Preserving the Castro Theatre

April 1st, 2022 No Comments »

The exterior of the landmark Castro Theatre featuring its historic neon blade sign, in March 2022. SF Heritage photo.

This piece will be published in the April-June 2022 issue of Heritage News.

By Woody LaBounty

On January 19, 2022, news broke that the Nasser family, who had built and owned the Castro Theatre for 99 ½ years, had signed an agreement to turn over operations of the iconic movie house to concert promoter and producer Another Planet Entertainment (APE).

The Castro Theatre, advertised as “one of the finest monuments to the motion picture art in America,” opened at 429 Castro Street on June 22, 1922. Master-architect Timothy Pflueger, who would go on to be responsible for the Paramount Theatre in Oakland, the Mayan-inspired 450 Sutter Street building, the Pacific Telephone & Telegraph skyscraper at 140 New Montgomery Street, and other beloved Bay Area buildings, was just 28 years old when he designed the Castro. The rich, baroque interior exudes the old-world “exoticism” so popular in movie palaces of the 1920s. Even in low light the gilded walls and ceiling shimmer. At its opening, Motion Picture News described the Castro auditorium as “suggestive of the Roman Amphitheatre.”

For its architectural merits, the Castro Theatre was designated city landmark #100 in 1977. Since that time, it has arguably grown in equivalent significance as a center of film appreciation and as a cultural icon for the LGBTQIA+ community. The theatre is host to the San Francisco Gay Men’s Chorus each holiday season and the Frameline Film Festival, the oldest LGBTQIA+ film festival in the United States. The Castro’s blade sign has become a symbol of queer culture, a beacon of perhaps the world’s best-known gay neighborhood. Renowned drag artist Peaches Christ, who has hosted the popular “Midnight Mass” series for years, had perhaps the most apt quote about the theatre in an article on The Guardian’s website: “Cinema has been my religion, and the Castro is our Vatican.”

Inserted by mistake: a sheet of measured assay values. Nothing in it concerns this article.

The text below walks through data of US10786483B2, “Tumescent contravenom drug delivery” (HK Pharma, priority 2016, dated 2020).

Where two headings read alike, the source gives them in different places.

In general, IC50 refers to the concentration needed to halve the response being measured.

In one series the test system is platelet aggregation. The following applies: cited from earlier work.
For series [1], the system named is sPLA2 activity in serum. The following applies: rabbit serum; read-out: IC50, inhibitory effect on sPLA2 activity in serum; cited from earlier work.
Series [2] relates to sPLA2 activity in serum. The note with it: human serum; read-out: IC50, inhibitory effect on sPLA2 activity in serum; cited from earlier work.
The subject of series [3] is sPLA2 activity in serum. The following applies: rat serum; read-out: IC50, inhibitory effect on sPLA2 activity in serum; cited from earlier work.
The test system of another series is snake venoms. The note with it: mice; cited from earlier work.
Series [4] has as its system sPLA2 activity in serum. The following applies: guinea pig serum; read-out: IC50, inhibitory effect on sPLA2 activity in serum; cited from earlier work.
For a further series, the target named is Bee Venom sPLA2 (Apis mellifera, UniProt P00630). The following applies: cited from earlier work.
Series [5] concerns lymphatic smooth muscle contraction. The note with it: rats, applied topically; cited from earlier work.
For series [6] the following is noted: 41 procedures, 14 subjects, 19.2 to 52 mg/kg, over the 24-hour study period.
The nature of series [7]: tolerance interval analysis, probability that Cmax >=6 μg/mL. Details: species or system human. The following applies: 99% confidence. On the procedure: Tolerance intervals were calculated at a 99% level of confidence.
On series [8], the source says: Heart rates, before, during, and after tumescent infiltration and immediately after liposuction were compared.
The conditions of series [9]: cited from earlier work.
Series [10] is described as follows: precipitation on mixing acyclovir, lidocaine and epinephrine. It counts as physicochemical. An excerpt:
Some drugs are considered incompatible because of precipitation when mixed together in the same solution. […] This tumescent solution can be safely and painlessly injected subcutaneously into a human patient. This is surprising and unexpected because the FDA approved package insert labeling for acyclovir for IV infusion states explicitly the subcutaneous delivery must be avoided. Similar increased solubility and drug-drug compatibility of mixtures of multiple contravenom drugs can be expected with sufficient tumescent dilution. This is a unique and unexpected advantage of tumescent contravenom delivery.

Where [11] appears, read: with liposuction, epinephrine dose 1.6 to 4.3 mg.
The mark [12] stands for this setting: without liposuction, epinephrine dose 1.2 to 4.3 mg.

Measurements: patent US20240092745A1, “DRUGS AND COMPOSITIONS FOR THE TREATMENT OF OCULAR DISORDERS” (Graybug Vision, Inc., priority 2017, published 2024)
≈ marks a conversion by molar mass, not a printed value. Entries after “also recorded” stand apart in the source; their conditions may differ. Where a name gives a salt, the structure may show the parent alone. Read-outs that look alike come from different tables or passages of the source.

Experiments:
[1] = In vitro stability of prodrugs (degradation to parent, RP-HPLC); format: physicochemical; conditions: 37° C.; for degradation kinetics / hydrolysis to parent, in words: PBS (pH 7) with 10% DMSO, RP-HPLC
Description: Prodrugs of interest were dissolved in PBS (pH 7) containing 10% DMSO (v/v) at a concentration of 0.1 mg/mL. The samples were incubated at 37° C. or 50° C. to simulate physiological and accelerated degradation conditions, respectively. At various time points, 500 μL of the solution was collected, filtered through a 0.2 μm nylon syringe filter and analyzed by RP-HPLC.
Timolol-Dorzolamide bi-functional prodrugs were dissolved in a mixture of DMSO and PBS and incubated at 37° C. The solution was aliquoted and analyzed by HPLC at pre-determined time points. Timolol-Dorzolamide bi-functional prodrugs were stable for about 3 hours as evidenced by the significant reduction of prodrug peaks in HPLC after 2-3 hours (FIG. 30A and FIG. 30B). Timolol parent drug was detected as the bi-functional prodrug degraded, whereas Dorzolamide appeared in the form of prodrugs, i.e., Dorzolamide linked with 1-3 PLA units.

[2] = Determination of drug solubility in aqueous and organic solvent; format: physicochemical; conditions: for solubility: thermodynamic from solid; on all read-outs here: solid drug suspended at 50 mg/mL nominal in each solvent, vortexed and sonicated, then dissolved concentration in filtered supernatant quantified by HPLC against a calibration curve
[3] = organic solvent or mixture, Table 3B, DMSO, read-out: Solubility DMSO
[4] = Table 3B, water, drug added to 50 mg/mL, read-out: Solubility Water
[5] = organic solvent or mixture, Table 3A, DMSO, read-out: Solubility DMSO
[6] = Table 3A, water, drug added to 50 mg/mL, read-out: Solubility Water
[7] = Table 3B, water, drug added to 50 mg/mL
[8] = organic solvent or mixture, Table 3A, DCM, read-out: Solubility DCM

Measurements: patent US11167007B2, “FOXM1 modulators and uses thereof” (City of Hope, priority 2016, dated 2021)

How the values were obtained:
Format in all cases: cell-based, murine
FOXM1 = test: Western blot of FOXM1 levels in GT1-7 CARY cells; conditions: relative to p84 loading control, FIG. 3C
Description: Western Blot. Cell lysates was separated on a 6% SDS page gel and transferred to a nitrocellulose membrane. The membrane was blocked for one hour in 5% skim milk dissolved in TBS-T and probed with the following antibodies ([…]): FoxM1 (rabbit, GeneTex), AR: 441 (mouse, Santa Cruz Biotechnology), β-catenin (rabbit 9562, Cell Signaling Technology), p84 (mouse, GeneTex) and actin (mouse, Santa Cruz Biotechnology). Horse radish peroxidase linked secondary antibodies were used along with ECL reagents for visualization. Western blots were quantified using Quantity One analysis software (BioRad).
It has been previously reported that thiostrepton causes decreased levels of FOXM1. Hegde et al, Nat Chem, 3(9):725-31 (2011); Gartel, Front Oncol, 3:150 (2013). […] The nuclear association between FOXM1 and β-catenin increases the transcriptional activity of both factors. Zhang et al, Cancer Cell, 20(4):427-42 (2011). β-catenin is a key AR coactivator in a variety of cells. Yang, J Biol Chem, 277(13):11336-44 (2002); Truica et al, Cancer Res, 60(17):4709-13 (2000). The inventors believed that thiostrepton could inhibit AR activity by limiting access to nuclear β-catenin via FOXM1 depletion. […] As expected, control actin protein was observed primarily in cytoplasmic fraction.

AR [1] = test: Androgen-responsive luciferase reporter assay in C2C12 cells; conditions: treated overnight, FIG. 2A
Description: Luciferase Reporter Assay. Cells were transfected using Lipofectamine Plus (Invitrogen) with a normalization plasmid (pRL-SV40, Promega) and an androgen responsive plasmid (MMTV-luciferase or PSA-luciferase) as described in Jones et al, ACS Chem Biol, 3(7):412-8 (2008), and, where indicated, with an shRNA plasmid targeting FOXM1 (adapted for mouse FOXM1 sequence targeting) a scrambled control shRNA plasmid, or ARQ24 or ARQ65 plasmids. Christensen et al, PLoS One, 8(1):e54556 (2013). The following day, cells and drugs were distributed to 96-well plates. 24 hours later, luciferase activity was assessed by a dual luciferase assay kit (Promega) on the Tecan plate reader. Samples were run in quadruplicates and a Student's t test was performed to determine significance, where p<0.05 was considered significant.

The day of the change-of-management announcement, many people anxious for the theatre’s preservation reached out to San Francisco Heritage. As an important work by master-architect Timothy Pflueger, a historic icon of LGBTQIA+ life, and one of the last single-screen movie theatres in San Francisco, the Castro has an energized and engaged constituency that reaches around the world.

Representatives from Another Planet Entertainment also contacted SF Heritage that first day, introducing themselves and requesting a meeting to discuss their preliminary plans.

Neighbors, arts groups, film fans, and LGBTQIA+ leaders are very concerned over possible changes in the use of the theatre, specifically the ratio of films and film festivals to live entertainment, how welcome local productions will be compared to large-scale touring events, the affordability of rentals, and the continuance of the theatre’s longtime role as a safe space for the LGBTQIA+ community. San Francisco Heritage is equally invested in the cultural importance of the Castro Theatre’s programming, but as the city’s oldest nonprofit organization dedicated to architectural preservation and advocacy, our first meeting with Another Planet Entertainment focused on the building itself.